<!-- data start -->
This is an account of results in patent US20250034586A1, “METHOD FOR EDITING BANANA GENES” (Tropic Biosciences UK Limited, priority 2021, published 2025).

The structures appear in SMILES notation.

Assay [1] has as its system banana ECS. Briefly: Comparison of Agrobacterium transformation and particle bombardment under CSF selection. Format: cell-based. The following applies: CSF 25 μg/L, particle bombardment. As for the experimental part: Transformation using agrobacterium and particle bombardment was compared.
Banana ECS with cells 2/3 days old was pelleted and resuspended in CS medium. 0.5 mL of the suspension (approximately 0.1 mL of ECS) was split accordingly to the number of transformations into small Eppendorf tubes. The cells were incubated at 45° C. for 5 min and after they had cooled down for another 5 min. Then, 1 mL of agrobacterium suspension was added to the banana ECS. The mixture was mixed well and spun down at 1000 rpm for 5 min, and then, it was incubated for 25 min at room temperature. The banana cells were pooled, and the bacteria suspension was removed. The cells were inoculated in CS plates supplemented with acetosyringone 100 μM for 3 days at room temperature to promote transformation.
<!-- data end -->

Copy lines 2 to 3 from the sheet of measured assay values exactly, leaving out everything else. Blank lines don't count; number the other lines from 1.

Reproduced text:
The structures appear in SMILES notation.

Assay [1] has as its system banana ECS. Briefly: Comparison of Agrobacterium transformation and particle bombardment under CSF selection. Format: cell-based. The following applies: CSF 25 μg/L, particle bombardment. As for the experimental part: Transformation using agrobacterium and particle bombardment was compared.